Guido Fawkes was an original terrorist who, on November 5th 1605 plotted, with a group of co-conspirators, to blow up the Houses of Parliament. Their goal was to bring Catholic rule back to England, after a long period of peaceful Protestant rule under Elizabeth. Fawkes had the job of setting the gunpowder and as a result of a betrayal was revealed to the authorities. He was caught, tortured and hung (but not drawn and quartered because he jumped of the scaffold thus breaking his neck).
He was also the original attempted suicide bomber as he is said to have said he would have "blown him up, house, himself, and all" if he had been able. And it was all about religion and the who's in power as a result of religion. Some things have not changed.
And even more evidence that some things never change... is a posting on Wired today Suicide Bombing Makes Sick Sense in Halo 3 - how and why an editor uses suicide tactics when playing.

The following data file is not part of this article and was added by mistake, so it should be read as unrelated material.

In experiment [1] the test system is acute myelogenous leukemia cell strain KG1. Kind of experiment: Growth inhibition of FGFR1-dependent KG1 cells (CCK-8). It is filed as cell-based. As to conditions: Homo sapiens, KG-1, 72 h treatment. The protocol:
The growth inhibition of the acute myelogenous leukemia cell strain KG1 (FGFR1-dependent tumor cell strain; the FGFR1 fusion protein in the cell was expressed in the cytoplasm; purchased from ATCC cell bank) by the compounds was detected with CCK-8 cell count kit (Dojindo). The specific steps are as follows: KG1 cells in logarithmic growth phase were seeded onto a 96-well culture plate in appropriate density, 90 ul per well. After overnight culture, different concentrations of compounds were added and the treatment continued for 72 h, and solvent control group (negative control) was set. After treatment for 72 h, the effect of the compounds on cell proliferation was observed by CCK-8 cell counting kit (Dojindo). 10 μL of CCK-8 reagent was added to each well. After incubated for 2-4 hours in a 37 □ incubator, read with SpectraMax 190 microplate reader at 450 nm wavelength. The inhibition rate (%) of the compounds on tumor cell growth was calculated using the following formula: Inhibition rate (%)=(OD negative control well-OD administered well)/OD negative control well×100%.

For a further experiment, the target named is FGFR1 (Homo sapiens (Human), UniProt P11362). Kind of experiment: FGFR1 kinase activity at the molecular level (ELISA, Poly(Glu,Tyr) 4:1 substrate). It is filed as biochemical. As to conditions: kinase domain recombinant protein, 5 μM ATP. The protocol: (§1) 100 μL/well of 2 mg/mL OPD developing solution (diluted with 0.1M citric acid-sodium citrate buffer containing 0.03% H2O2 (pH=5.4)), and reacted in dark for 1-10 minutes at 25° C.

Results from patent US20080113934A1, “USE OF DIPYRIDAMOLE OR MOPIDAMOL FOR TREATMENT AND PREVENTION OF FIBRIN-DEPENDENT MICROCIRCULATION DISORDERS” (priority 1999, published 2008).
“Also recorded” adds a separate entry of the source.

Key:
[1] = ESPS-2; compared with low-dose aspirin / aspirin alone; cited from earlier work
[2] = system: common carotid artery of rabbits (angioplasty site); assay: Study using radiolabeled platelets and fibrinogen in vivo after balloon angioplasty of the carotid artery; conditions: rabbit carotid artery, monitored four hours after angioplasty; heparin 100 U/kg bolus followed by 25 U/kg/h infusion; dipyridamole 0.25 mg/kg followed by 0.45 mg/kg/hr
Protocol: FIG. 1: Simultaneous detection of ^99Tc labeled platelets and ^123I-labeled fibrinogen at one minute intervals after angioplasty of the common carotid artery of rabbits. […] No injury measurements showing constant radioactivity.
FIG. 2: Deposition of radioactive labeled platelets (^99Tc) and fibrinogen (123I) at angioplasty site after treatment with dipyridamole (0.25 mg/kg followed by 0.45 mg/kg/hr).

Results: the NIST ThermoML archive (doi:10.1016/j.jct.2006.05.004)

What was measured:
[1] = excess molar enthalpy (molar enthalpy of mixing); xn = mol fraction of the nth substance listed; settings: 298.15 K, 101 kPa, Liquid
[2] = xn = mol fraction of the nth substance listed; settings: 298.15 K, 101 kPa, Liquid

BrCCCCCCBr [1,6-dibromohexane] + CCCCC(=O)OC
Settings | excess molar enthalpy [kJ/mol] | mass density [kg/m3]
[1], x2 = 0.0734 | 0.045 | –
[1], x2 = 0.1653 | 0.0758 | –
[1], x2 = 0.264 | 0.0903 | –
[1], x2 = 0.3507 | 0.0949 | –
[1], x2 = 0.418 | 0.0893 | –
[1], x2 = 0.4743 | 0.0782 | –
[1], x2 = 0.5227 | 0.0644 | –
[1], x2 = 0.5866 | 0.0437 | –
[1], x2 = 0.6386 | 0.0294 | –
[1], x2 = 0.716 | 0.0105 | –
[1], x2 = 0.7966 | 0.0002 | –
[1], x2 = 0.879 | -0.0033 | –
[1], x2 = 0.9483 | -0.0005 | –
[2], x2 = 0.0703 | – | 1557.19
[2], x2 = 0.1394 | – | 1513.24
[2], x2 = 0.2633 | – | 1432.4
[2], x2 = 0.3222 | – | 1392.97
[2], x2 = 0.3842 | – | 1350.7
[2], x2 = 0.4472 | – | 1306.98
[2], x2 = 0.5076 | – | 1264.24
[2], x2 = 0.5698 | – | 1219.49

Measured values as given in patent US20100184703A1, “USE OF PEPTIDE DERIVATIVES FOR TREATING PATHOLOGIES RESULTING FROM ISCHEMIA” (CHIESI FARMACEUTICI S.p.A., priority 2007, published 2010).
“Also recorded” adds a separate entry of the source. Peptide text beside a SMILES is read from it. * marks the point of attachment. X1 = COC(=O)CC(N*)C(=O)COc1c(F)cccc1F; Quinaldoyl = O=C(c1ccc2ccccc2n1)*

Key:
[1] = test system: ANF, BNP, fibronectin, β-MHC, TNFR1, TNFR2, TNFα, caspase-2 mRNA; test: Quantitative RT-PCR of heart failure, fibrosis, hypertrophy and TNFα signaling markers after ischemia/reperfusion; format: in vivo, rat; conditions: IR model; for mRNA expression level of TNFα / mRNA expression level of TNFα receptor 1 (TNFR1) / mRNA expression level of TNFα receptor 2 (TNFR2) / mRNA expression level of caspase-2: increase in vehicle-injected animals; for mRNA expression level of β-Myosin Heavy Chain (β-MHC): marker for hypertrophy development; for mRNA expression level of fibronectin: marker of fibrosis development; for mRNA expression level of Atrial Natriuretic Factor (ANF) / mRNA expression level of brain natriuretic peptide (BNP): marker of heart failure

How tragic that when we read the news, or even the popular news on Reddit, so little has changed 402 years later.
Update: Subsequent to this post I saw the well written view in harpers.org on the parallels with today's counter terrorism.
Thursday, November 1, 2007
When people ask whether FirstRain is contributing to the semantic web (which some of my more plugged in friends do) I have to first ask what they mean.
There seem to be several definitions and misperceptions out there. The Holy Grail is clearly a web where machines can discover and use content to infer new information without human intervention. But how we achieve this is where the misunderstandings arise. There are many techniques—from author-added, in-document markup to computer-extracted, database archived metadata—and each one will probably contribute to the final goal in the end.